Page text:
Oz used the term “affectionate anarchy,” and I loved the phrase so much–it’s such a perfect way to sum up the Muppet mentality–that I put it at the top of the opening chapter. And that was how the ARCs went out in early 2013 — with a prologue about the Muppet pipes called “Affectionate Anarchy.” And it stayed that way for quite a while.

Then, in the late Spring, Ryan called to go over some final edits and review photo credits—and while we were talking, he brought up the prologue. “Everyone here loves the book,” he said in his usual diplomatic manner, “but a few people have mentioned they’d like to see Muppets in the prologue. While I still think what we have is great, do you wanna take a stab at another one and we can see what we think?”

That actually sounded fine to me.  Two years earlier, even before I had written a single word of Jim Henson, I had always pictured his biography opening with him working on the labor-intensive opening scene of The Muppet Movie, sinking himself in a makeshift bathysphere to perform Kermit from underwater. I had even tried writing just such an opening, but hadn’t been happy with the first few drafts.  This seemed like a good opportunity to go back and work on it again.

I wrote and rewrote for a week, but after several more drafts, it still wasn’t coming together. It was too big and ambitious and technical; I needed something warmer and more intimate. So I decided to start over, looking down my list of Muppet moments, and decided to expand on one that I particularly loved–the ABC Cookie Monster bit–which took up only about a page in the ARC.

The chapter’s title actually came right away, courtesy of a story told to me by Sesame Street performer Fran Brill who, during one of our phone interviews, told me of director Jon Stone and others calling out “blue sky!” when a child was on the set, reminding staff to watch their mouths. I loved that; it was such a warm image for Sesame Street — after all, wouldn’t one of Sesame Street‘s famous “sunny days” have a blue sky?–and it seemed a perfect way to begin.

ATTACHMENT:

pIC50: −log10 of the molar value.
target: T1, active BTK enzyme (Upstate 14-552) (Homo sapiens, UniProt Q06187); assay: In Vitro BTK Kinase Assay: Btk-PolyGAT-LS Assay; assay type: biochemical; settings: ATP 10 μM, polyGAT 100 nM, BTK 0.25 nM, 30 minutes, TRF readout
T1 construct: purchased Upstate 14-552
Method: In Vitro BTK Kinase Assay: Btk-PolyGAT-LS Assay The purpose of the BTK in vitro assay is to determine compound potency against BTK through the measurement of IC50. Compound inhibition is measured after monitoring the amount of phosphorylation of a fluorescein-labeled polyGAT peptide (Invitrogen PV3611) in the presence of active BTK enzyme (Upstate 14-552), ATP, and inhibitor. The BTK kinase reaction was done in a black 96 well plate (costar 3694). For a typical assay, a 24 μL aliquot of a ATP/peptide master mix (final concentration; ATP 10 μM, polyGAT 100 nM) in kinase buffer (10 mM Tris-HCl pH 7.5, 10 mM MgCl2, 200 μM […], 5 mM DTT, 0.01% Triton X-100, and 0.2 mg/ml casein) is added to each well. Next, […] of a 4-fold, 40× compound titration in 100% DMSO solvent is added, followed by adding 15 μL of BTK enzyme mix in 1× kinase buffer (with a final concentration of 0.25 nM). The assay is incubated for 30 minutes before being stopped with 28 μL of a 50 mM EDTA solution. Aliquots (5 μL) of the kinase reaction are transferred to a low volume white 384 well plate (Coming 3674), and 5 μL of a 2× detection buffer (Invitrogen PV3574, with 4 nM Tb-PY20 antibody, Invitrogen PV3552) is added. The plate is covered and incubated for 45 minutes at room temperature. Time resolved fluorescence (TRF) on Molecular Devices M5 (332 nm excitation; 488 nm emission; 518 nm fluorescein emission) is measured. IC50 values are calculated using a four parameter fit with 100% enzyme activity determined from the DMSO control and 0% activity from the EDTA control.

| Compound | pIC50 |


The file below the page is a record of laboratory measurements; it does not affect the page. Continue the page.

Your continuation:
I wrote the prologue over two days—a slow pace to be sure.  I sent it off to Ryan, who smartly excised one line near the end, then sent me one of his typically concise e-mails: “This is perfect.” I don’t know about that, but I do like it.

Henson-pipesOne last thing: with the new prologue in place, I now had to find a new photo to use at the top of the chapter. In the original ARC, I had planned on using a photo of the Muppet pipes — probably something like the photo at right — but with the new prologue, I would have to look for something new.  There were no photos of Jim performing the ABC sketch with Joey; about the best I could do was a screen grab. Without that, then, what I really wanted was a photo of Jim getting ready to perform—preparing to bring a character to life simply by putting it on the end of his arm, which is one of the themes of the prologue.

JimandKermitonLapInitially, I wanted to go with the photo at the left — it’s Jim with Kermit draped across his lap, miked up and waiting to perform, probably not on Sesame Street, but it makes the point.  When it came time to clear the image, however, Disney wouldn’t allow its use, informing me that they didn’t permit photos of “dead” Muppets.  I argued that that was precisely my point — that Kermit is dead until Jim puts him on–but despite the help of a sympathetic archivist at The Walt Disney Company, I had to scuttle this particular image and look for another. If you’ve got the book, you can see the image I eventually chose (you actually don’t have to look much further than the top of this blog, where you’ll see Jim squatting with Kermit on his arm).

So there you have it.  If you’re one of those readers who has an ARC of Jim Henson: The Biography, and are wondering if there’s anything significantly different between the ARC and the final product, you’ll find it in the first few pages.

A Today Show Update

UnknownOkay, I have it on good authority that the Today show segment will air tomorrow — Tuesday, October 15 — during the eight o’clock hour.

And while I haven’t seen the segment — and won’t until everyone else does — I can tell you that you’ll see Frank Oz in it.  So that should be enough, really, for you to wanna tune in.

Set  your DVRs now. Or not. I’m not the boss of you.

 

The Book Trailer for Jim Henson: The Biography